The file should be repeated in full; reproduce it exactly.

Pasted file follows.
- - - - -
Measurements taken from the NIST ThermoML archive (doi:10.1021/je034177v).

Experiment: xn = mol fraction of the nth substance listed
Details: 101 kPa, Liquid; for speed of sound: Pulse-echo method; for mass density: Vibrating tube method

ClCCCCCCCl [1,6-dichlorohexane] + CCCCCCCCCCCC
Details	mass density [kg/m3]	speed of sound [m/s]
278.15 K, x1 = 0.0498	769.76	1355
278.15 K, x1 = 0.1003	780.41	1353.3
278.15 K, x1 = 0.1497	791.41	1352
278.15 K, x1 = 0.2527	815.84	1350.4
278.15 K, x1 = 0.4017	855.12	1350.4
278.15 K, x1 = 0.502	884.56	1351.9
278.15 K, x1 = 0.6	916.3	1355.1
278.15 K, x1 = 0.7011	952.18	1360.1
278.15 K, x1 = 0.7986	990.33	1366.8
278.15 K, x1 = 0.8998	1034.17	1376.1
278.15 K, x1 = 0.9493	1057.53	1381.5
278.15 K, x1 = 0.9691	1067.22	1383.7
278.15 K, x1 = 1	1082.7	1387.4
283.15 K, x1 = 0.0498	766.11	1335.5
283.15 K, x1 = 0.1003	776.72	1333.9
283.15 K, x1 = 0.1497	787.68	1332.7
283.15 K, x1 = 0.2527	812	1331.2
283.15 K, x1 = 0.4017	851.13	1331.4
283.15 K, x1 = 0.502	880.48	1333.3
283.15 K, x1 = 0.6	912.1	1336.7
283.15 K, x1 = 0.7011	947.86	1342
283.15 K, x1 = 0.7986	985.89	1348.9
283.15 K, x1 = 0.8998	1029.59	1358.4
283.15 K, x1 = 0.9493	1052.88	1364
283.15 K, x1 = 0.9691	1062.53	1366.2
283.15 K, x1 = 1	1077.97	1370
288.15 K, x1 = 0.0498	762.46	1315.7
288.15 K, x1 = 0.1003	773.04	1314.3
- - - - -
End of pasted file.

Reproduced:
Measurements taken from the NIST ThermoML archive (doi:10.1021/je034177v).

Experiment: xn = mol fraction of the nth substance listed
Details: 101 kPa, Liquid; for speed of sound: Pulse-echo method; for mass density: Vibrating tube method

ClCCCCCCCl [1,6-dichlorohexane] + CCCCCCCCCCCC
Details	mass density [kg/m3]	speed of sound [m/s]
278.15 K, x1 = 0.0498	769.76	1355
278.15 K, x1 = 0.1003	780.41	1353.3
278.15 K, x1 = 0.1497	791.41	1352
278.15 K, x1 = 0.2527	815.84	1350.4
278.15 K, x1 = 0.4017	855.12	1350.4
278.15 K, x1 = 0.502	884.56	1351.9
278.15 K, x1 = 0.6	916.3	1355.1
278.15 K, x1 = 0.7011	952.18	1360.1
278.15 K, x1 = 0.7986	990.33	1366.8
278.15 K, x1 = 0.8998	1034.17	1376.1
278.15 K, x1 = 0.9493	1057.53	1381.5
278.15 K, x1 = 0.9691	1067.22	1383.7
278.15 K, x1 = 1	1082.7	1387.4
283.15 K, x1 = 0.0498	766.11	1335.5
283.15 K, x1 = 0.1003	776.72	1333.9
283.15 K, x1 = 0.1497	787.68	1332.7
283.15 K, x1 = 0.2527	812	1331.2
283.15 K, x1 = 0.4017	851.13	1331.4
283.15 K, x1 = 0.502	880.48	1333.3
283.15 K, x1 = 0.6	912.1	1336.7
283.15 K, x1 = 0.7011	947.86	1342
283.15 K, x1 = 0.7986	985.89	1348.9
283.15 K, x1 = 0.8998	1029.59	1358.4
283.15 K, x1 = 0.9493	1052.88	1364
283.15 K, x1 = 0.9691	1062.53	1366.2
283.15 K, x1 = 1	1077.97	1370
288.15 K, x1 = 0.0498	762.46	1315.7
288.15 K, x1 = 0.1003	773.04	1314.3